PHP is a server-side scripting language that was designed and built for the web—one reason it has a clear advantage when developing web-based applications. Other, more lightweight server-side languages have been adapted to the web, but PHP—which was the foundation for sites like WordPress and Facebook—has been web-driven since the start. It’s agile and has great runtime, and with Apache, it can be incredibly affordable to get up and running.
PHP was groundbreaking when it was released, but the language has not lost steam and remains one of the most widely used, mature server-side languages on the web. See why PHP has lasted through the rise of higher-level, interpreted languages like Ruby and Python.
WHY IS PHP SO POPULAR?
If you’re using a WordPress-powered site or employing a good amount of semi-static content on your site, e.g., a blog or a newsfeed, PHP works very well. Other reasons why it’s popular include:
- Easy for beginners
- Open-source and free
- Compatible: can be hosted almost anywhere
- Built for the web: It’s designed and created for the web vs. adapted to the web (like Ruby or Python); it’s excellent for web-related development.
- Scaling with PHP-programmed sites is easy to do.
- Large talent pool: PHP is known worldwide.
- Excellent CMSs: WordPress, Drupal, and more
- Easily integrates with AJAX for speed on the web
- Apache/MySQL interfacing is easy
ADVANTAGES OF USING PHP
- Safe for the server: Thanks to isolated requests in Apache, PHP’s process model means that “bad requests” won’t bring down the whole server. Errors will have a minimal effect.
- Transparency: PHP is less abstract vs. higher-level languages, which have more “magic” running code behind the scenes. With PHP, developers can see in detail how their code is structured, an advantage when dissecting what bits of code are doing, and how.
- Great, modern frameworks
- Easy to install and deploy
- Documentation: User-contributed code, extensions, APIs, as well as tips and tutorials make PHP easy for beginners to master.
Notable PHP websites:
Large-scale sites like WordPress, Flickr, Wikipedia, and Facebook were built on PHP.
PHP has kept its edge thanks to the development of modern frameworks that make developing with it easier and more powerful. Here’s a look at the basics of some top PHP frameworks.
- CodeIgniter—An MVC framework tailored to business, travel, and shopping applications ranging from small to big and complex. It’s flexible, simple to learn, and only requires basic OOP understanding and knowledge of PHP.
- Yii—This heavy-duty framework is great for projects of any size, and it’s easier to learn than Zend or Symfony, requiring knowledge of PHP and OOP. Bringing the best of the Ruby on Rails app, it has unprecedented security options, supports caching, works well with AJAX, and features SQL injection.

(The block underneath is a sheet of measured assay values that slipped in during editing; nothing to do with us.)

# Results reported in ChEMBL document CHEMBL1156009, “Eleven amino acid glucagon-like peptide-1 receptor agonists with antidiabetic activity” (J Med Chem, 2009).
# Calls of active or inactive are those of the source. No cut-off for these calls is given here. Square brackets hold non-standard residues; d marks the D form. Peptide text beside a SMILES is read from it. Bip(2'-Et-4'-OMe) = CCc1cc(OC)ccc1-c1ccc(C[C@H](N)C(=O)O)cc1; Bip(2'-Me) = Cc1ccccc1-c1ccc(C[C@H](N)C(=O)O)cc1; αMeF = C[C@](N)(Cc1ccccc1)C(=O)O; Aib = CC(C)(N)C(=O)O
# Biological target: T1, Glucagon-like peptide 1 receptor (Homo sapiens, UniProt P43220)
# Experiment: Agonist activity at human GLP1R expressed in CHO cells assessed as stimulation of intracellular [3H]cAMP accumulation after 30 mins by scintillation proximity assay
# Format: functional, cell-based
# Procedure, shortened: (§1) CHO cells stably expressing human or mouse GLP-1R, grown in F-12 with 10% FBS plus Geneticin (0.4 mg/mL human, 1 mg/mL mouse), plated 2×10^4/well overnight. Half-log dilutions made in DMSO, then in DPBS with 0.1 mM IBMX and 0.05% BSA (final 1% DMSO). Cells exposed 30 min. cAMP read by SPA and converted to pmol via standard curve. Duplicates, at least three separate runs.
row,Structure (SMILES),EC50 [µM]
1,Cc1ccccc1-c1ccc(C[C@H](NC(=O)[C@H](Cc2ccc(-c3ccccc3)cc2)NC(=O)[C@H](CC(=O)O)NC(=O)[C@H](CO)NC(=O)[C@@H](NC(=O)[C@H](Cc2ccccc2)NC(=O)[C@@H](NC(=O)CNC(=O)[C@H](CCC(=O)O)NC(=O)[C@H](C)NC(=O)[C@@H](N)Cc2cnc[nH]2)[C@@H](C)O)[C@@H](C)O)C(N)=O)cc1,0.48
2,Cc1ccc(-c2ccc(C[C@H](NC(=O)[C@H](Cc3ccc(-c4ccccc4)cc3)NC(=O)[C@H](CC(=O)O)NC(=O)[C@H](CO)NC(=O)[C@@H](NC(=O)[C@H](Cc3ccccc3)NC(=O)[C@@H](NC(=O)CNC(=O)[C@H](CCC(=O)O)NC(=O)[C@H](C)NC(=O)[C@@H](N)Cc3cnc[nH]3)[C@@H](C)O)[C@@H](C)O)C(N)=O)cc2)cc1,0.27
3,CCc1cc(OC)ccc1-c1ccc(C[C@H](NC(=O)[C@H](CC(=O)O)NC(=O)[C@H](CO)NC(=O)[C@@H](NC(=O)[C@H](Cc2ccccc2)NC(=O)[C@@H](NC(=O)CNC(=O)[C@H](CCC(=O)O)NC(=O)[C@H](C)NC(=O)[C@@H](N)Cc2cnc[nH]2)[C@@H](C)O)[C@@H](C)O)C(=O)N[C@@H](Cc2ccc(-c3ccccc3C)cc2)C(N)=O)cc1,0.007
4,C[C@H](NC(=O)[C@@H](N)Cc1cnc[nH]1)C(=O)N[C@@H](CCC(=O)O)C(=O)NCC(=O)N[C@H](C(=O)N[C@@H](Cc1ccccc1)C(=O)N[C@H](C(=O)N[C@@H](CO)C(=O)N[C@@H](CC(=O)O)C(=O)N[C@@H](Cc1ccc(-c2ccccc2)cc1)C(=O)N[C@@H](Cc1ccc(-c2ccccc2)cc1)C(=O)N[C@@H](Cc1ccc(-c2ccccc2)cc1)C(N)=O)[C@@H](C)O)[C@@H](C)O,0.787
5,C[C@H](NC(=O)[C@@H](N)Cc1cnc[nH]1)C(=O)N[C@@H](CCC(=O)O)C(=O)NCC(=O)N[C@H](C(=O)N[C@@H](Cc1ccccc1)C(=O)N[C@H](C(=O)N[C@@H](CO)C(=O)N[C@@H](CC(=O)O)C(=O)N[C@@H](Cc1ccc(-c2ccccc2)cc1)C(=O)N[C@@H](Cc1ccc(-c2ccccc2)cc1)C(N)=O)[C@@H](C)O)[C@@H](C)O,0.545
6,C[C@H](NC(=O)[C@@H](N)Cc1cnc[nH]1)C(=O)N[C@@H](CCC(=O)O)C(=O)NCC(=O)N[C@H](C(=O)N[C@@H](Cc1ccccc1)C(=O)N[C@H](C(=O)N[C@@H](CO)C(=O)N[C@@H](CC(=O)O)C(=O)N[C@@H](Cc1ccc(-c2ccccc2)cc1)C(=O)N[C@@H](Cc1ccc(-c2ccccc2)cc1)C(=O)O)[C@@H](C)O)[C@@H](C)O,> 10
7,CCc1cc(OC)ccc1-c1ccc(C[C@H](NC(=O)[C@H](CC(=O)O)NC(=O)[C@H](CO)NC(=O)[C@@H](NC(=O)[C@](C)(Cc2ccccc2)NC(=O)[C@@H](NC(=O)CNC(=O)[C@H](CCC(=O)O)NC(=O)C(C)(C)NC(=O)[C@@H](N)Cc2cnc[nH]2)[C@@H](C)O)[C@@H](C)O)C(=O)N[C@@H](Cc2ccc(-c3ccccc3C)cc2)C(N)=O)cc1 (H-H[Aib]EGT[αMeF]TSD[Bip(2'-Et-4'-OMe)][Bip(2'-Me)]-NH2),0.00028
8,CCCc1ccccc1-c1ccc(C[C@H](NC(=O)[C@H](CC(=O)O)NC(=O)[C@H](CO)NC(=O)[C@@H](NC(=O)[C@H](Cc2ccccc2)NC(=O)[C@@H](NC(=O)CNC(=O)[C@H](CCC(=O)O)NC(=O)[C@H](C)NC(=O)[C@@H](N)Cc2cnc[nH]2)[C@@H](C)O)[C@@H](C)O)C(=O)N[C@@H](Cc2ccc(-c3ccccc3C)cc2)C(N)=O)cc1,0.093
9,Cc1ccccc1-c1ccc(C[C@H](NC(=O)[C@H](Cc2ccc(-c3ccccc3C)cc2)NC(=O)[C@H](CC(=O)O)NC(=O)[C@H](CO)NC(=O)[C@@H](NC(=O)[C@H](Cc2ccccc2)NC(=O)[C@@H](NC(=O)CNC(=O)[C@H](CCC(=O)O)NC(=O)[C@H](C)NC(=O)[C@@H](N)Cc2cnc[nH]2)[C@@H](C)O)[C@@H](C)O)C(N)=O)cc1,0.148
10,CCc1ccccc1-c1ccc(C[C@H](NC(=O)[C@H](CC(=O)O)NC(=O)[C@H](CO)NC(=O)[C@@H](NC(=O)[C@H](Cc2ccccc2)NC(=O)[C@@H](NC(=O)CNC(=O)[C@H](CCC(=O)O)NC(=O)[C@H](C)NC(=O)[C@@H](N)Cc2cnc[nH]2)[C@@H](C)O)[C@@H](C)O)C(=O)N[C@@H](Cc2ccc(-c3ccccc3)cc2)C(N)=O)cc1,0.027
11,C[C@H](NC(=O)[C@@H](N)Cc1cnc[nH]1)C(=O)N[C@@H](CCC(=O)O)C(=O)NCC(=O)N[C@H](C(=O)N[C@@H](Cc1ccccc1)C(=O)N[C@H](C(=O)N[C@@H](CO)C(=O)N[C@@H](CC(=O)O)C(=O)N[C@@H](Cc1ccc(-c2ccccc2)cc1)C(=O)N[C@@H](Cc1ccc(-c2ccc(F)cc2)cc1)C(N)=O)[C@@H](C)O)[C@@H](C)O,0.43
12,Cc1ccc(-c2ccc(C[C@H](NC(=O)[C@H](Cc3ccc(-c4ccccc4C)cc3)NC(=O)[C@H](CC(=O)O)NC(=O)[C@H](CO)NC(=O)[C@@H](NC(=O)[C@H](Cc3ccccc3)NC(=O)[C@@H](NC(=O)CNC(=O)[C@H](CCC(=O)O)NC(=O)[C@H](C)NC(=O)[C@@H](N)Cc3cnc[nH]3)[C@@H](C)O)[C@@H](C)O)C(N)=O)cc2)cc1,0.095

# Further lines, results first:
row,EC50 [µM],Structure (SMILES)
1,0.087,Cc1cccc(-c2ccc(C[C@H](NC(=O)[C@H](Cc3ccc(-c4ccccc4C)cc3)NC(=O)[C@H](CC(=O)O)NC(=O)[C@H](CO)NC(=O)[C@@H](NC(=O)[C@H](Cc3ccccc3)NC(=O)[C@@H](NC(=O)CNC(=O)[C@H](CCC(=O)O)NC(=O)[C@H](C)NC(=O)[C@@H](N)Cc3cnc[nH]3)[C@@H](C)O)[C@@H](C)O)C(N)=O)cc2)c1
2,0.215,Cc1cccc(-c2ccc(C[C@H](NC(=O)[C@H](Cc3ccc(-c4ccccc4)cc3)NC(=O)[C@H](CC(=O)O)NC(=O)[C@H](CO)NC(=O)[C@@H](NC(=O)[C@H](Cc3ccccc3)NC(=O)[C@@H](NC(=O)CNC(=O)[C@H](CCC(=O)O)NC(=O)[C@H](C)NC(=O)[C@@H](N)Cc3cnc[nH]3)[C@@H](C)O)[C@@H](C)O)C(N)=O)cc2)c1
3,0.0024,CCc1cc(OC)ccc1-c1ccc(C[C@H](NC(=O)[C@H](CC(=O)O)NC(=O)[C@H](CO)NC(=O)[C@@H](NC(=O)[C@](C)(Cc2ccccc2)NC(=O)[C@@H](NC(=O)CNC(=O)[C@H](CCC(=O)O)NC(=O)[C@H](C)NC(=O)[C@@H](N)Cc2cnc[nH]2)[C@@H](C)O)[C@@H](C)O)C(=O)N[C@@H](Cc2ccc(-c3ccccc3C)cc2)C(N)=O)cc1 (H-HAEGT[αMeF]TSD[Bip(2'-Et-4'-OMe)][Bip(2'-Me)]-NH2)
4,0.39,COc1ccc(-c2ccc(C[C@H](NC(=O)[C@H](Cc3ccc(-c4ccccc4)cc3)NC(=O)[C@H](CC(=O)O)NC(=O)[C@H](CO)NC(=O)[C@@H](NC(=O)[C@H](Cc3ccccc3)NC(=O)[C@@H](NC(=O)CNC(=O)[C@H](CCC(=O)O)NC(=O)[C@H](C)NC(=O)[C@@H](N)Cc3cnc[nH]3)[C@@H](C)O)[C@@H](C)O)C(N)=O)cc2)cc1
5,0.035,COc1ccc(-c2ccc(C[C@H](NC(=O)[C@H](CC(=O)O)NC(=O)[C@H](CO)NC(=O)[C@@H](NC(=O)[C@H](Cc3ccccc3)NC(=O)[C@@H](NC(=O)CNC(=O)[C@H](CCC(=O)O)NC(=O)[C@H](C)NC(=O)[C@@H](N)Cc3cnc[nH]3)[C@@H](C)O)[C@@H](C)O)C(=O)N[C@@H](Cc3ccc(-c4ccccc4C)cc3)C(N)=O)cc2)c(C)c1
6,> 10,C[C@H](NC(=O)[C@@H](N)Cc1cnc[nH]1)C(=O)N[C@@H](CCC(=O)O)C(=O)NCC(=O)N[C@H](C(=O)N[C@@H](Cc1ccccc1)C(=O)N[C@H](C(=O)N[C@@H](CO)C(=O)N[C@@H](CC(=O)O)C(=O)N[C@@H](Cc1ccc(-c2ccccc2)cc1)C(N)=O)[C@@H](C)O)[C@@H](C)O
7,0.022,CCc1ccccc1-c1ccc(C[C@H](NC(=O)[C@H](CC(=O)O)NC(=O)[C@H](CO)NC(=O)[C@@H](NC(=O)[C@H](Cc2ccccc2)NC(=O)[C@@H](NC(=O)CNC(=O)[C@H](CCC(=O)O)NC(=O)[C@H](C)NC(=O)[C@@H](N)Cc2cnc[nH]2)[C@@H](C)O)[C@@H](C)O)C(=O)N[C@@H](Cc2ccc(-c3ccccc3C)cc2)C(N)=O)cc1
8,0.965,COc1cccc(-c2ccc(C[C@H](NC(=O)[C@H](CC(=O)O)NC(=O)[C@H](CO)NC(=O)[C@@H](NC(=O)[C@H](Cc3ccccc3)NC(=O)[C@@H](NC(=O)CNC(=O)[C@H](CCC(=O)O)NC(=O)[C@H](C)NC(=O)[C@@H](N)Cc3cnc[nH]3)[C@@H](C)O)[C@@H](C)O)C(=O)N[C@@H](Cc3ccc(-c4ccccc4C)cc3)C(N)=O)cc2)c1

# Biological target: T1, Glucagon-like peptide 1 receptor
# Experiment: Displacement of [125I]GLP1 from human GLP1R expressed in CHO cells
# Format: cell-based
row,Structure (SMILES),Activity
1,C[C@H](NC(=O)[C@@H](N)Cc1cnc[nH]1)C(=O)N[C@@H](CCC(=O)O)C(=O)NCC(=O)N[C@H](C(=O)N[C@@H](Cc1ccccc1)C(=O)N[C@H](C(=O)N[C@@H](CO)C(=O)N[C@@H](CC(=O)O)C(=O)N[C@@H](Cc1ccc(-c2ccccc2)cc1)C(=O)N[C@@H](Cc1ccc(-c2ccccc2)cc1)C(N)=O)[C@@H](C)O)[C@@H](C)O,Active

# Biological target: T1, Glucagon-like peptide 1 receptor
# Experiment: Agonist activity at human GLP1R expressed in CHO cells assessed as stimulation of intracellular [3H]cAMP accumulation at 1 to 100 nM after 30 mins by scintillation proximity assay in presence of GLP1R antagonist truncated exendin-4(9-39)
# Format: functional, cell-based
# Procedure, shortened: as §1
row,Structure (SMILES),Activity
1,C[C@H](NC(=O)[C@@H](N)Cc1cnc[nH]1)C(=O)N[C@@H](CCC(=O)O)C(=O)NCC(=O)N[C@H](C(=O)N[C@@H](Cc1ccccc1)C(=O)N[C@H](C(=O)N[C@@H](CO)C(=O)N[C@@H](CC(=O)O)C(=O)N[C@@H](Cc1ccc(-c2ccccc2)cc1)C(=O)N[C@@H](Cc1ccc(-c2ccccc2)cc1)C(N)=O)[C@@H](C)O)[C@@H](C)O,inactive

- Zend—More difficult to learn, requiring excellent knowledge of PHP5, OOP, and design patterns, this highly literate framework is tailored to industries like shopping, automotive, and business. Like Symfony, this is one framework that will require a lot more up-front work to get running. It works well for apps ranging from medium to large in scope. It’s selling point is its modularity: works with independent libraries rather than the framework as a whole, keeping work streamlined and the project scope narrow.
- CakePHP—With lots of built-in functionality, CakePHP is an MVC and ORM framework well suited for small to medium applications for business, shopping, and entertainment industries. It requires knowledge of PHP and OOP, but it’s simple with compliant code structures.
- Laravel—Speed is Laravel’s selling point. With great, integrated testing support, this MVC framework helps you get clean apps out the door fast on a deadline.
- FuelPHP—A next-generation PHP framework built off the best practices of previous frameworks, FuelPHP is a simple, flexible MVC framework.
- Symfony—Another PHP ORM framework that’s difficult to learn, requiring a complex installation and deep understanding of PHP5, OOP, and ORM. It boasts easy upgrades and excellent maintenance options—and just about anything else a framework could include.
PHP CMS FRAMEWORKS
- Drupal—a CMS written in PHP, which is hefty enough to run as a framework for the back-end of sites
- Joomla—a PHP-driven CMS
- MODx—a free, open-source CMS and web application framework
PHP-DRIVEN OPEN-SOURCE TECHNOLOGIES
- Magento—e-commerce platform
- WordPress—content management system
- Zen Cart—e-commerce platform
HIRING A PHP DEVELOPER
The PHP Developer’s Skill Set
PHP developers can be valuable, flexible members of your IT team with know-how of a site’s moving parts. PHP’s role as a component of the widely used LAMP stack of software that’s used to build a site’s back-end means PHP developers are often involved in database management, server technology, and operating systems. PHP is central to many CMS and e-commerce platforms, so a PHP developer is a good fit if either are requirements for your application.
You’ll want to look for a PHP developer with coding experience for a number of web applications, not just websites. They should have working knowledge of at least one PHP framework, be able to use Amazon Web Services or a similar hosting service, understand APIs, and be able to manage both server and database operations.